I am thinking of adding this service to my business, but when I read alot of the posts on the board, half HI’s say it’s a good idea…easy money, half HI’s say its a bad one…just looking for legal trouble.
The split is because, one cannot technically evaluate a septic tank without draining it and viewing the walls. I completely agree with this, but I feel there must be someway around it.
My question is, does anyone have a bulletproof contract that basically states that this service does not inspect the septic tank and only truly evaluates the working process of the leech bed. Something to protect us. I’d love to add the service, but I surly don’t want to dish out $20,000 for a brand new system.
Thanks for your time Members Board …and have a Happy Holiday!
In my neck of the woods the Septic System is permitted, inspected and approved by the local Health Services Dept. through the local BID.
I’ve never seen any value in this add-on service, considering the potential liability. It comes down to a personal “comfort zone” decision, I think.
Thanks for your response. I should have probably re-worded my statement a little better. I didn’t mean to come off as I was just going to jump into it, I planned on attaining the psea a getting the proper certifications.
I guess the point of the post was more contract or legally based.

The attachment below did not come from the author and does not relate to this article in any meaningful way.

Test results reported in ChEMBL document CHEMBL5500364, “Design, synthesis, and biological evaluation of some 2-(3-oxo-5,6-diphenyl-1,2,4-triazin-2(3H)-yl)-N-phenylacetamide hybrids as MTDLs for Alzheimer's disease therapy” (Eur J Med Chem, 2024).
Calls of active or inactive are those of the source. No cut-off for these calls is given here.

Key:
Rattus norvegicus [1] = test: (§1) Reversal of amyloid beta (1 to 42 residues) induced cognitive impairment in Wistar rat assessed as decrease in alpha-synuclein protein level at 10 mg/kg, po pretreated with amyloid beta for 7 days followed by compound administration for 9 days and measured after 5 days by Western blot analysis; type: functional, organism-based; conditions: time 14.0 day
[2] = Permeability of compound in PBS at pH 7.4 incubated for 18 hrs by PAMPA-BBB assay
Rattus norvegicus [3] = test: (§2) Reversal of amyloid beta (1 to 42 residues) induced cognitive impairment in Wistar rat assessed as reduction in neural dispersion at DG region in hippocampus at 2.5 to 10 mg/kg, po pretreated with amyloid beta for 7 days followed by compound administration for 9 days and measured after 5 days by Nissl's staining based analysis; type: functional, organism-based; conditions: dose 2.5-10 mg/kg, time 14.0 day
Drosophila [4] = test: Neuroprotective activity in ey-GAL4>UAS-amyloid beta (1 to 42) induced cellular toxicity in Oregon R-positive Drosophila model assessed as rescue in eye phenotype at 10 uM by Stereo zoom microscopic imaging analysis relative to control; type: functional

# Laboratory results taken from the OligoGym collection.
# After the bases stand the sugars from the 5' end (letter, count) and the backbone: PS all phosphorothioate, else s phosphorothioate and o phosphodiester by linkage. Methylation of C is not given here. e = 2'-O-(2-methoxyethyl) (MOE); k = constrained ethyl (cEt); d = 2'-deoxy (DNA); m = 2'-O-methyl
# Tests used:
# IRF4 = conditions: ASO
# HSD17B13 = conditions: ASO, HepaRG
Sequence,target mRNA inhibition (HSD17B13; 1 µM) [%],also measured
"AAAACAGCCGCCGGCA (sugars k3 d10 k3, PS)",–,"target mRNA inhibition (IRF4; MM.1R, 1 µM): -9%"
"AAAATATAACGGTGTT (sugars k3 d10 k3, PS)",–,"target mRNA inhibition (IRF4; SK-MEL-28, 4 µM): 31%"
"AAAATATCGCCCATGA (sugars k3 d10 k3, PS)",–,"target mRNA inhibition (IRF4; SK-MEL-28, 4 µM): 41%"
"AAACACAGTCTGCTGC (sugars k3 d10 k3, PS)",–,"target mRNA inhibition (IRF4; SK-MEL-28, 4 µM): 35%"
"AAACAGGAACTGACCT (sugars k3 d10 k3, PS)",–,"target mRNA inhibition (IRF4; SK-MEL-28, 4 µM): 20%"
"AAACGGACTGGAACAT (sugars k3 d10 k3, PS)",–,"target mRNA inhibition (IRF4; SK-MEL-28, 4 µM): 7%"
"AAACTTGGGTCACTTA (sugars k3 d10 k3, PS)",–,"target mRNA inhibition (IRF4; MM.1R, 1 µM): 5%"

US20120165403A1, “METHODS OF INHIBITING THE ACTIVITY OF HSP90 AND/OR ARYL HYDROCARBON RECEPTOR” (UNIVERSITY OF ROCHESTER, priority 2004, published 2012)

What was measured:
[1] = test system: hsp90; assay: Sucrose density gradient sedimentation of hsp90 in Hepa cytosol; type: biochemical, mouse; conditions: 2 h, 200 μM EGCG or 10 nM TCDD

The point I’m trying to get to is…when people call for the septic dye test, should one mention that it really does not test the vault, just the leech bed and they (as the inspector) don’t want to be held liable for the vault in which they did not evaluate.
I am far from being any kind of expert in this area, but my gut feel is that a dye test is at best not in anyway representative of the whole systems overall condition, and as such I would not want to rely on that test as being indicative of anything.
IMO, there is way too much liability connected to septic inspections, unless you are able to evaluate the whole system, tank, distribution box and leach field.
In the early 90s I worked for the Building Inspector of America and I was trained to do septic/dye tests.
The procedure was to flush the dye down the toilet and flood the system, usually 50-60 gallons of water per bedroom. After that was completed I would go outside with a fiberglass probe about 5 feet long and find the tank and then identify where and how big the field was.
Surprisingly a lot of systems failed the test, I would see the dye come up thru the ground or could feel the field was saturated with the probe.
Downfall of this test is if the system had been pumped recently it wouldn’t work. These days I would never sell this kind of test, let the experts do the right way by digging up the cover and opening the tank.
Hope you had a good holiday.
Can you expand on your post or post a link, I do not disagree with it I am just looking for more info for my web site. Had a client get real anal about this.